The operator of the delay-plagued shopping mall project at the World Trade Center gave the boot to one of its tenants, and is now claiming the retailer walked away from its $10 million lease by not taking possession of its space last month.
Los Angeles-based retail real estate investment trust Westfield Corp. is suing the shoe shop Dune London for 10 years’ worth of rent, fees and other charges totaling $10.3 million, according to a complaint filed Thursday in New York State Supreme Court.
The trendy shoe shop “attempt[ed] to walk away from its contractual obligations and default under a retail lease,” the suit claims.
Westfield said it sent a letter to Dune March 25 saying the space was ready for the retailer to move in and start building out. But when Dune failed to move in, it sent another notice in early April, giving the store another few days to take possession or forfeit its lease, according the lawsuit.
Neither Westfield nor Dune immediately responded to requests for comment.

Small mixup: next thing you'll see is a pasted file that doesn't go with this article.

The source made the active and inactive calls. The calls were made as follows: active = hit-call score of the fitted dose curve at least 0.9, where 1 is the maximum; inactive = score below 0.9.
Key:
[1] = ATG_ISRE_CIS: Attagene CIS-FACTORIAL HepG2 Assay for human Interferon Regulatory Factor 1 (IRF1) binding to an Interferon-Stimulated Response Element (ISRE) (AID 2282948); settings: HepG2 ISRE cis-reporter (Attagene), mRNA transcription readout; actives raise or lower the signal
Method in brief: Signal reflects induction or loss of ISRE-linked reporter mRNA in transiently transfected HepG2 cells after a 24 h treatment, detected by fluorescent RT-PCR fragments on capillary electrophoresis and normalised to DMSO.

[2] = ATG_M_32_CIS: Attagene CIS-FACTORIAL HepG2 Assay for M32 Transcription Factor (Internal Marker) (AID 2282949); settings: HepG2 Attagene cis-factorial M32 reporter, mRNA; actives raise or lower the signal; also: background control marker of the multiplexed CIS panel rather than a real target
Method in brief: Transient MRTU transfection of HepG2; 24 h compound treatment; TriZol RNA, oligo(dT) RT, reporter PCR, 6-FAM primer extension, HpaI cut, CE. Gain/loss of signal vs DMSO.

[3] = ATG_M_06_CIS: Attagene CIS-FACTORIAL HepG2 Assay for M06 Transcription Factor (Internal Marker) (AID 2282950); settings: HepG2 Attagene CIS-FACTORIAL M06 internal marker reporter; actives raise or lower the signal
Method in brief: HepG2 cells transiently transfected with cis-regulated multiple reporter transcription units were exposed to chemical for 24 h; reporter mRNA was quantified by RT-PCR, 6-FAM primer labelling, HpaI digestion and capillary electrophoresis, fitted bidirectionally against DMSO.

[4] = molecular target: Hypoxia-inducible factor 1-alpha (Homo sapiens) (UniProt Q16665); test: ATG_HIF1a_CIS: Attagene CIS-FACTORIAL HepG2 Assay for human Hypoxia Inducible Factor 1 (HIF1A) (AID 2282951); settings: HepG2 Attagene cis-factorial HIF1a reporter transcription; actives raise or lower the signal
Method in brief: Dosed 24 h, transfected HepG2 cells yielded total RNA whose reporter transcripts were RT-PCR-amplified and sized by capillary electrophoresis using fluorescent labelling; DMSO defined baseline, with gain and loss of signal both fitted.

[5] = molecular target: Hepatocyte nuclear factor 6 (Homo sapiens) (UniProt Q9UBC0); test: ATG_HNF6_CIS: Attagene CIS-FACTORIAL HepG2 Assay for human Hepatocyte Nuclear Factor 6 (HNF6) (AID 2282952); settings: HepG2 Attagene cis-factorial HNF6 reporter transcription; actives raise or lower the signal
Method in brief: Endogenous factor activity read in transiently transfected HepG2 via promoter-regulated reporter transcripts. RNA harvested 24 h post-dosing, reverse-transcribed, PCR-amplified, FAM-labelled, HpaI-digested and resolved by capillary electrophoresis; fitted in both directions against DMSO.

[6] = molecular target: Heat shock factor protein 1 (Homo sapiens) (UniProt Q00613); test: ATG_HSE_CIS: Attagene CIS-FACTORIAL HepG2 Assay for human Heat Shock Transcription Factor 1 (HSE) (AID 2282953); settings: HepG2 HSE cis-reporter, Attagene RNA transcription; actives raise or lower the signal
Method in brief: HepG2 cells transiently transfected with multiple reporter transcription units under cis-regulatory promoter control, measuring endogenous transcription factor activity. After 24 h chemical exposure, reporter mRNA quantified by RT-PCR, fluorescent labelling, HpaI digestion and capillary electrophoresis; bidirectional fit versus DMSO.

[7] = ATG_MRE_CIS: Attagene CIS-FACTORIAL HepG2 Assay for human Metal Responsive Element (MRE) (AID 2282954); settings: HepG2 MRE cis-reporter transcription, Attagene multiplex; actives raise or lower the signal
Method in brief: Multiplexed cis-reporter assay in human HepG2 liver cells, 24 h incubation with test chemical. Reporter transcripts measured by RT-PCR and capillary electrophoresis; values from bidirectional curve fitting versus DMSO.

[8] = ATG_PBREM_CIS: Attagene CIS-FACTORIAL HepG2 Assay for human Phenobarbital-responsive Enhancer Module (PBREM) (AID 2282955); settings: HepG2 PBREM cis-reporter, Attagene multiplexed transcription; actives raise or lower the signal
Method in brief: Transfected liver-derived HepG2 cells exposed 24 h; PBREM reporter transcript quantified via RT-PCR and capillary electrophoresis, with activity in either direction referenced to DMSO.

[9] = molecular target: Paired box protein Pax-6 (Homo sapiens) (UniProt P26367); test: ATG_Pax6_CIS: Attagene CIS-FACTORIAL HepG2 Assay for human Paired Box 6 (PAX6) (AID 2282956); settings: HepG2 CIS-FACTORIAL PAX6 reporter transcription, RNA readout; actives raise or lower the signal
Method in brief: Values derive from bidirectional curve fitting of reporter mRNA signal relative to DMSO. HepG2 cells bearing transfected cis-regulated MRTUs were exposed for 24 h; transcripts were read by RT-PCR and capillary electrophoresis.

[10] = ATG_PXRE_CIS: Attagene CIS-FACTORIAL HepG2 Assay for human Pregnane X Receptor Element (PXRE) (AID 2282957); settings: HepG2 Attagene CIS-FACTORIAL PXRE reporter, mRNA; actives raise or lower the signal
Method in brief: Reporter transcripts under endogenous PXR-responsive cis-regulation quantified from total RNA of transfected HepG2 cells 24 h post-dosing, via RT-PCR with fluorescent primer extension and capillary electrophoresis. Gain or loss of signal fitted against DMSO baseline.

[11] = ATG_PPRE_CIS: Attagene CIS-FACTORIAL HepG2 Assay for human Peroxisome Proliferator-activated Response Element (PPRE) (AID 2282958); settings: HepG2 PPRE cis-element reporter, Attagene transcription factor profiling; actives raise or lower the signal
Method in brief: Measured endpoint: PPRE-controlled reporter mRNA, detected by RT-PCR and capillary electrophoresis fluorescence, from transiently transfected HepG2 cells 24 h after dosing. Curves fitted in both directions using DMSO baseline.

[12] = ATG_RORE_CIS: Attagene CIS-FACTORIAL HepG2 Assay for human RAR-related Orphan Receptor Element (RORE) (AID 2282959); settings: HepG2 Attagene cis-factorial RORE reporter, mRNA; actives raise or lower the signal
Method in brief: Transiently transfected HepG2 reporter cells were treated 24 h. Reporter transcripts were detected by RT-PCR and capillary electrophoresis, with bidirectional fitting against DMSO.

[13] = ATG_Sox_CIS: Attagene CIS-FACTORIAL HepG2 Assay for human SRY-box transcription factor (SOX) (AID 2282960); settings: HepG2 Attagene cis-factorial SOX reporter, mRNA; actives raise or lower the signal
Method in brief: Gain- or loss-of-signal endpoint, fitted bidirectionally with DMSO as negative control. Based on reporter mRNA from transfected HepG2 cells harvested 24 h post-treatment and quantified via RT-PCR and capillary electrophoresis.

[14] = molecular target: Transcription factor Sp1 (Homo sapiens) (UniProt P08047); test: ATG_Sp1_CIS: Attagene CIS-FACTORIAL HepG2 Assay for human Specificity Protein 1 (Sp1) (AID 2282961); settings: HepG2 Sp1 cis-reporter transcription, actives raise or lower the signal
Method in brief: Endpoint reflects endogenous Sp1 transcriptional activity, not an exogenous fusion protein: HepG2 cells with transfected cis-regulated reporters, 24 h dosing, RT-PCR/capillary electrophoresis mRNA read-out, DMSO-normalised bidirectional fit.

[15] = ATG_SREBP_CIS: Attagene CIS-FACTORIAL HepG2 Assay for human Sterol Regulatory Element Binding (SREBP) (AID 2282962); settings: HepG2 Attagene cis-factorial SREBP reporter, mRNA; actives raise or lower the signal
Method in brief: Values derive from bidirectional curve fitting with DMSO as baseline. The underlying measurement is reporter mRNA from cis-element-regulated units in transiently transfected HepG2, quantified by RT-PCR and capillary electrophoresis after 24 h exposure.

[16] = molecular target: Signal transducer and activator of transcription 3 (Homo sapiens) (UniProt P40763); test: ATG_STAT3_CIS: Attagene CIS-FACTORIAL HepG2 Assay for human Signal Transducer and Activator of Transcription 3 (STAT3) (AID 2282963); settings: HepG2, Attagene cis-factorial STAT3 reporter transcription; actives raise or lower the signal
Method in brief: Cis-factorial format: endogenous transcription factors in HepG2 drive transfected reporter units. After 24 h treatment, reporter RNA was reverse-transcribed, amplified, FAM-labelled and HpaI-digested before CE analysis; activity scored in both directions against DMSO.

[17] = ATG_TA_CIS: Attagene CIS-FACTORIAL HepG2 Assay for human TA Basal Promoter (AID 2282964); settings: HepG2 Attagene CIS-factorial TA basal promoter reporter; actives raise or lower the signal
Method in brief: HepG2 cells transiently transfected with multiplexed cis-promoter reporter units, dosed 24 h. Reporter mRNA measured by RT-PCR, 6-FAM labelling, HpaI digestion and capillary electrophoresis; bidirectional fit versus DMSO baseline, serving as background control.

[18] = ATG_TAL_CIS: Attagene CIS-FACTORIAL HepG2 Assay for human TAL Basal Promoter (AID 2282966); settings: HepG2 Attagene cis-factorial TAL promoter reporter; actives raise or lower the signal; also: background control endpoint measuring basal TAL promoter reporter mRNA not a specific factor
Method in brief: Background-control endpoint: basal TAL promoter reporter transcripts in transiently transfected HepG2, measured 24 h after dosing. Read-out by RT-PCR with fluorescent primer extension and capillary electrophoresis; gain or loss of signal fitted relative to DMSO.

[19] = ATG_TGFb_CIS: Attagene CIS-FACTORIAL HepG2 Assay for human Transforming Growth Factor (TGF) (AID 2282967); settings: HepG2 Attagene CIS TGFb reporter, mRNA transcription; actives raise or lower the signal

The rent at the space was scheduled to be $774,000 in the first year, escalating to $1.1 million in the 10th year for a total of $9.29 million in payments, plus other charges and fees.
Dune is one of about 125 retailers that have stood by and watched as construction from the Metropolitan Transportation Authority and the Port Authority of New York and New Jersey have repeatedly delayed the opening of the $4 billion, Santiago Calatrava-designed Oculus and WTC transit hub.
The shoe shop signed a 10-year lease on a 2,277-square-foot space on the lower level of the mall down a corridor off the main rotunda, sandwiched between a 17,000-square-foot Victoria’s Secret and a shoebox-sized track and field store, according to Westfield’s 2014 merchandising plan for the World Trade Center.
The mall, which was originally scheduled to open several years ago, is now slated to open in August.
One source with knowledge of the project said tenants have been frustrated with recurring delays of the opening. Westfield is normally willing to negotiate and work with tenants, the source said, because if the mall opens with less than 85 percent of the stores up and running, the other tenants get a discount on their rents.
“[Westfield] can’t afford to have major tenants not open,” the source said.
Westfield controls the retail site under a 99-year lease it acquired in 2001, several weeks before the 9/11 terrorist attacks. The REIT assumed full ownership of the site in 2013 when it bought the Port Authority’s 50 percent interest for $800 million.